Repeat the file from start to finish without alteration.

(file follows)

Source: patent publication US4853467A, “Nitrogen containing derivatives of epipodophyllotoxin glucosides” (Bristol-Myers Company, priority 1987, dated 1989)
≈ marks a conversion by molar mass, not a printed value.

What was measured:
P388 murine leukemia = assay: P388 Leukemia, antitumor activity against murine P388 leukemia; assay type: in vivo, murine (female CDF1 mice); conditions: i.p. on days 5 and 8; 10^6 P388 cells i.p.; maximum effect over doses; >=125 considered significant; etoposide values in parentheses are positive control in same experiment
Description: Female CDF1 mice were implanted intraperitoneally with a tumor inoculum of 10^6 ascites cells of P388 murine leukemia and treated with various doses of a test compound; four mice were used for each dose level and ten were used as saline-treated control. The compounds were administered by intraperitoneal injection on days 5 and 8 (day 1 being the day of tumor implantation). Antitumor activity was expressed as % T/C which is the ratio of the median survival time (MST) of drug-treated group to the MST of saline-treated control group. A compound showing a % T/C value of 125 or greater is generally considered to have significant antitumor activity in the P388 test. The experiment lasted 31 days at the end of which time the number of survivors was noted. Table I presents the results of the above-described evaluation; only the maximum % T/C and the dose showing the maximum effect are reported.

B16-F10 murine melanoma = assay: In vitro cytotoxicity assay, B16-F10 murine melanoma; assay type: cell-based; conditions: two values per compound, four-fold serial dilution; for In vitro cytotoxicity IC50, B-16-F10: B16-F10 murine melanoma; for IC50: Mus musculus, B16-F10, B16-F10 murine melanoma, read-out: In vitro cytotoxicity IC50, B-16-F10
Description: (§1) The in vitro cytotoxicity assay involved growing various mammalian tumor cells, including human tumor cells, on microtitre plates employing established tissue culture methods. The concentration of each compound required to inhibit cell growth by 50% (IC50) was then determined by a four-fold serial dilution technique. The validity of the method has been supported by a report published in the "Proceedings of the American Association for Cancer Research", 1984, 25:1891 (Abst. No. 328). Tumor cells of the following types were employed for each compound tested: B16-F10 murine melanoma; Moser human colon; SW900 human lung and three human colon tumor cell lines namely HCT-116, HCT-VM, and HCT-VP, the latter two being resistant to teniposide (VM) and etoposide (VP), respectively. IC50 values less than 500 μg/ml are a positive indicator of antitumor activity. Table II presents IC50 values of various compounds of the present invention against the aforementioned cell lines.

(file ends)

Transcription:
Source: patent publication US4853467A, “Nitrogen containing derivatives of epipodophyllotoxin glucosides” (Bristol-Myers Company, priority 1987, dated 1989)
≈ marks a conversion by molar mass, not a printed value.

What was measured:
P388 murine leukemia = assay: P388 Leukemia, antitumor activity against murine P388 leukemia; assay type: in vivo, murine (female CDF1 mice); conditions: i.p. on days 5 and 8; 10^6 P388 cells i.p.; maximum effect over doses; >=125 considered significant; etoposide values in parentheses are positive control in same experiment
Description: Female CDF1 mice were implanted intraperitoneally with a tumor inoculum of 10^6 ascites cells of P388 murine leukemia and treated with various doses of a test compound; four mice were used for each dose level and ten were used as saline-treated control. The compounds were administered by intraperitoneal injection on days 5 and 8 (day 1 being the day of tumor implantation). Antitumor activity was expressed as % T/C which is the ratio of the median survival time (MST) of drug-treated group to the MST of saline-treated control group. A compound showing a % T/C value of 125 or greater is generally considered to have significant antitumor activity in the P388 test. The experiment lasted 31 days at the end of which time the number of survivors was noted. Table I presents the results of the above-described evaluation; only the maximum % T/C and the dose showing the maximum effect are reported.

B16-F10 murine melanoma = assay: In vitro cytotoxicity assay, B16-F10 murine melanoma; assay type: cell-based; conditions: two values per compound, four-fold serial dilution; for In vitro cytotoxicity IC50, B-16-F10: B16-F10 murine melanoma; for IC50: Mus musculus, B16-F10, B16-F10 murine melanoma, read-out: In vitro cytotoxicity IC50, B-16-F10
Description: (§1) The in vitro cytotoxicity assay involved growing various mammalian tumor cells, including human tumor cells, on microtitre plates employing established tissue culture methods. The concentration of each compound required to inhibit cell growth by 50% (IC50) was then determined by a four-fold serial dilution technique. The validity of the method has been supported by a report published in the "Proceedings of the American Association for Cancer Research", 1984, 25:1891 (Abst. No. 328). Tumor cells of the following types were employed for each compound tested: B16-F10 murine melanoma; Moser human colon; SW900 human lung and three human colon tumor cell lines namely HCT-116, HCT-VM, and HCT-VP, the latter two being resistant to teniposide (VM) and etoposide (VP), respectively. IC50 values less than 500 μg/ml are a positive indicator of antitumor activity. Table II presents IC50 values of various compounds of the present invention against the aforementioned cell lines.